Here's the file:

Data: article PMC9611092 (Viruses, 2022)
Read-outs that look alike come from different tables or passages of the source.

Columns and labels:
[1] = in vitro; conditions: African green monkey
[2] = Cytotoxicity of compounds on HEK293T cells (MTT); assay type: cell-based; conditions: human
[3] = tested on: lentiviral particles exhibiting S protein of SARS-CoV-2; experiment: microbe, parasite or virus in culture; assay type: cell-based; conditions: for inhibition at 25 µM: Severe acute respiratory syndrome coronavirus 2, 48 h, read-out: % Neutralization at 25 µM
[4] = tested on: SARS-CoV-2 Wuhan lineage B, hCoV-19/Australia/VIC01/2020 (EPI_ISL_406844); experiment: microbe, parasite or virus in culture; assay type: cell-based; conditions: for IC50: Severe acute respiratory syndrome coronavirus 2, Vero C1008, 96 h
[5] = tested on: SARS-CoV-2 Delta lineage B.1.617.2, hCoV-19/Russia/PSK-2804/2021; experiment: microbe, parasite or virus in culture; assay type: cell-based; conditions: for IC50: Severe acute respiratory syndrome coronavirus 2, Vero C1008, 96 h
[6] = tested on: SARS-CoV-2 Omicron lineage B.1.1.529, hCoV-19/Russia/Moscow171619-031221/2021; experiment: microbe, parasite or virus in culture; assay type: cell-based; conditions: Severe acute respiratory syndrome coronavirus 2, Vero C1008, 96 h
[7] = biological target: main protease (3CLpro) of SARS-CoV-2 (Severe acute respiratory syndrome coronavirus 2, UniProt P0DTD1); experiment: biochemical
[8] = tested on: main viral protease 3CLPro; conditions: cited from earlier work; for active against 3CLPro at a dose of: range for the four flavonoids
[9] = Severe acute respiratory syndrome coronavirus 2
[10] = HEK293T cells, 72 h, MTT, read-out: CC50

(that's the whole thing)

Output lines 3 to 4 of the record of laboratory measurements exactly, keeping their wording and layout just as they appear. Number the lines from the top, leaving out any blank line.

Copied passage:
Columns and labels:
[1] = in vitro; conditions: African green monkey